>After more than 23 years of leadership and 36 years of service, Lawrence J. Mone has announced that he will step down as president from the Manhattan Institute for Policy Research (MI) in 2019. In 1977, Sir Antony Fisher founded the International Center for Economic Policy Studies (ICEPS), which was later renamed the Manhattan Institute. MI is an Atlas Network partner that has influenced many of New York City’s mayors, and won Atlas Network’s 2016 Sir Antony Fisher International Memorial Award during Mone’s tenure.
"Larry has been a quiet hero behind the Institute's many successes,” said the Institute's Chairman Paul Singer. “He has always allowed the research, the ideas, and the scholars to take the spotlight. Larry never wanted to add to the noise; he looked for the moments, the places, and the openings where good policy was needed and where the Institute could truly turn intellect into influence. The Institute and the world of ideas will miss him greatly."
Under Mone’s leadership, MI has had a hand in the rebirth of New York City. Former Mayor Rudy Giuliani once said, "[If] there was ... a charge of plagiarism for political programs, I’d probably be in a lot of trouble because I think we plagiarized most of them, if not all of them, from the pages of the City Journal and from the thinking and analysis of the Manhattan Institute." After the terrorist attacks on 9/11, the Institute launched a new policy division to advise the New York Police Department during its development of a counterterrorism strategy. To address the city’s crime rate, the Institute published Fixing Broken Windows in 1996, which brought the work of James Q. Wilson and George L. Kelling to a broader audience, and argued that addressing small crimes and social disorder can stunt the growth of criminal environments. MI has also led the charge for school choice, and, in 2017, launched a project to identify ways to finance charter schools in New York.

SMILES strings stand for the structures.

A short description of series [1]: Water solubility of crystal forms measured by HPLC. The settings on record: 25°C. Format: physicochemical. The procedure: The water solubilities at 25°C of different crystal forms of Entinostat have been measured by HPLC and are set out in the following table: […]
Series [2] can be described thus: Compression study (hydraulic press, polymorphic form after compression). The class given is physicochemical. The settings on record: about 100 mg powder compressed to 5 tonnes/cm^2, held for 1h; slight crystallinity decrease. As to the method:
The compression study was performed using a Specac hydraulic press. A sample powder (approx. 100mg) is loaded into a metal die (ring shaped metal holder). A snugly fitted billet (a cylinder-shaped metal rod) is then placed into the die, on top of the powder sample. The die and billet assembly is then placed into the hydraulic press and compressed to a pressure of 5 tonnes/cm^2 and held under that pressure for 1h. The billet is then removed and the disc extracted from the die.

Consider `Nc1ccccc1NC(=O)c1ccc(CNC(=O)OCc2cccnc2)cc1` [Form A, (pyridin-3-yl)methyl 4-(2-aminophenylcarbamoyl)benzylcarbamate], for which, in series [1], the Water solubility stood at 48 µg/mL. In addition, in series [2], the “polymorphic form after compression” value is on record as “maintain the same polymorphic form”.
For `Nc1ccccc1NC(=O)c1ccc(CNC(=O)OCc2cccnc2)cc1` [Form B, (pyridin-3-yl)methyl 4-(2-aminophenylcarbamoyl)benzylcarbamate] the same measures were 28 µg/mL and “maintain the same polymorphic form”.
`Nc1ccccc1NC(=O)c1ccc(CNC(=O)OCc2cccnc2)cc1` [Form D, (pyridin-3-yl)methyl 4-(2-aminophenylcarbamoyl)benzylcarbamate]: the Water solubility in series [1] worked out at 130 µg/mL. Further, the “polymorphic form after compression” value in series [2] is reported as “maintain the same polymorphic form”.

“For all of the Institute’s accomplishments thus far, it is manifestly the case that the work of promoting the cause of free markets, free societies, and the rule of law is not complete,” wrote Mone in his letter to the board of MI. “Sharp turns towards statism and government overreach at City Hall and in Albany threaten the gains of the last generation. The danger is real across the range of issues, but I believe it is particularly acute with respect to our fiscal sobriety, the future of economic growth, the maintenance of law and order, and the prospects of education reform.”
Mone joined MI in 1982 as a public-policy specialist. He later served as project manager and then vice president before becoming the Institute's fourth president in 1995. The Institute's Board of Trustees has formed a committee to select Mone's replacement.
"For 36 years, it's been my honor and privilege to work alongside MI's brilliant scholars and dedicated staff,” said Mone. “I will miss the daily routine of innovative thinking, honest intellectual curiosity, and dedication to solving real problems. The Institute's goal has always been to persuade people that ideas matter — and presented carefully, ideas can ultimately change the world. That is not an ideological position; it's the philosophical underpinning of the Institute — past, present, and future."